It is generally supported by most researchers that the vast majority of autoimmune diseases develop from the close interaction of genes, epigenetic factors, and “multiple hits” from environmental agents [21, 22]. More than 100 types of autoimmune disease have been described so far. Individual autoimmune diseases appear rare, but it is estimated that ~5–20% of the North American population has at least one autoimmune disease [23].

The aetiology of autoimmune disease is complex, involving immunological, genetic, and environmental factors. The extent to which these factors are implicated differs from one disease to the next. Monozygotic concordance rates below 50% support the notion that environment as well as genetics are closely involved [2428]. As well, epidemiological studies on populations with the same or similar genetic or ethnic background living under different conditions or migrating to different places have reported different incidence rates of autoimmune disease. The development of autoimmune disease as a result of exposure to these factors can be mediated by a variety of mechanisms such as T-cell dysregulation, nonspecific activation of the immune system, release of cryptic antigens, altered structure or expression of autoantigens, antiapoptotic effects on autoreactive cells, molecular mimicry and immunological cross-reactivity, to name a few [1, 2933]. In recent years, large genetic studies known as genomewide association studies (GWASs) have discovered several gene associations with various autoimmune disorders [34]. Although GWASs have been pivotal in revealing specific genetic influences, exposures to infections are also likely to participate in the breakdown of immunological tolerance and the development of full-blown autoimmune disease [34, 35]. In fact, some of the genes that confer susceptibility to autoimmunity may also influence the penetrance of infectious agents and the appearance of recurrent infections with viruses or microbes implicated in the induction of autoimmunity. Epidemiological studies have helped us to identify infectious and noninfectious environmental agents (such as xenobiotics, chemical compounds, radiation, vaccines) [35]. The prevailing notion from the GWAS is that multiple genes are needed to induce autoimmunity [34]. Epidemiological, clinical, and experimental studies have also revealed that several infectious triggers are most likely needed to provoke immune-mediated processes that lead to autoimmunity. The additive effects of these agents and their interplay with susceptible genes remain poorly understood. In fact, on several occasions the same infectious agents that induce autoimmunity may also be responsible for the abrogation of autoimmune phenomena in another clinical setting.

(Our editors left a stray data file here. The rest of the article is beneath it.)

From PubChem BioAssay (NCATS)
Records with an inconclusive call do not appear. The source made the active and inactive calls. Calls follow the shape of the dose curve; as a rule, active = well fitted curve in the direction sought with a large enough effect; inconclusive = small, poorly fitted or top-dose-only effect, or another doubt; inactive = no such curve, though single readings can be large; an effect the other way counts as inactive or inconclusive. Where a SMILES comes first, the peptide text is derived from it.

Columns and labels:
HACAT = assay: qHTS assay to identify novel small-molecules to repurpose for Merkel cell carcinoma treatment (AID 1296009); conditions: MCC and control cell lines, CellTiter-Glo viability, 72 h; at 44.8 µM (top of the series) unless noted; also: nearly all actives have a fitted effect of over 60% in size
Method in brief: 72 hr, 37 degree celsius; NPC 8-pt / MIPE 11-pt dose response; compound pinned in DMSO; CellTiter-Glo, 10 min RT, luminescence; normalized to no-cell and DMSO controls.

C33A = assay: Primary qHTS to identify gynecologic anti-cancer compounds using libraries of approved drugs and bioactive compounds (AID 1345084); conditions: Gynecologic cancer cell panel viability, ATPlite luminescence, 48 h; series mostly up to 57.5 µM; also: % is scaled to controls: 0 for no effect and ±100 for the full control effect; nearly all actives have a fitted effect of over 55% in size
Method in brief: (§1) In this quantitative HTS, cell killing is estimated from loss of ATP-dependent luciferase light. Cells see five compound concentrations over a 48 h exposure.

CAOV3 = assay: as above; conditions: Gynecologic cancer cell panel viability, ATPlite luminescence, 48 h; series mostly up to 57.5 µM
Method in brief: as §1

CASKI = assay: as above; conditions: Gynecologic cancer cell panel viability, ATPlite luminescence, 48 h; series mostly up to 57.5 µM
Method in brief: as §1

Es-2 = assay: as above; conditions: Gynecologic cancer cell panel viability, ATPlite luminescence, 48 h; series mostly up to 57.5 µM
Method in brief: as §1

Against this background which suggests that the induction of autoimmune disease is a complex, multifactorial process involving a plethora of genetic, infectious, and environmental agents working in concert, there are studies to suggest that a single virus may possess a unique property to induce generalised autoimmunity. These studies single out EBV as the most likely candidate with such properties [7, 8, 36].

The ideal virus which can induce autoimmunity would need to explain disease-specific features frequently seen in the majority of autoimmune disorders. For example, involvement of this virus would need to provide clues as to why some autoimmune diseases run a subclinical course of several years, with diagnosis of the disease being made after the target organ has been damaged. Such cases are found in a significant proportion of patients with AiLD, AT, and IDDM, for example. Viral-induced autoimmunity will also need to explain the relapsing-remitting course of MS, RA, ulcerative colitis, PSC and AIH [1, 46]. As most autoimmune diseases are characterised by non-organ and organ-specific autoantibodies, the virus in question will need to be able to provoke the induction of a wide variety of autoantibody specificities [2]. It would also need to explain the female preponderance of most autoimmune diseases and the tendency of these diseases to be unmasked during the postmenopausal or postpartum period [21].

3. EBV as a Trigger of Autoimmunity

EBV (also known as human herpes virus 4) infection is widespread, with 98% of the world’s population being infected [8]. Its genome is composed of a 172 kb double strand of DNA [8]. Primary infection with EBV is followed by viral replication in nasopharyngeal epithelia and B cells, followed by a latent stage in B cells [8]. There are several features of EBV which make it an appealing culprit in the pathogenesis of autoimmune disease [7, 8, 36]. These include its high prevalence worldwide, its persistency throughout life in the host, its ability to alter the immune system of the host and to inhibit apoptosis, as well as the fact that infection precedes the onset of disease symptoms [8].

Amongst those, the most intriguing characteristic of EBV is its ability to infect, activate, and latently persist in B lymphocytes. In vitro systems of resting B cells infected with EBV showed that these cells proliferate without the need for “T-cell-dependent help” [37]. Also, in vitro studies have shown that EBV-transformed B lymphocytes can induce production of monoclonal antibodies targeting various organ-specific autoantigens [38]. Most of the EBV-infected proliferating B cells act as targets of virus-specific CD8+ T cells and are eliminated from the circulation, however memory B cells can persist for life in infected individuals [37].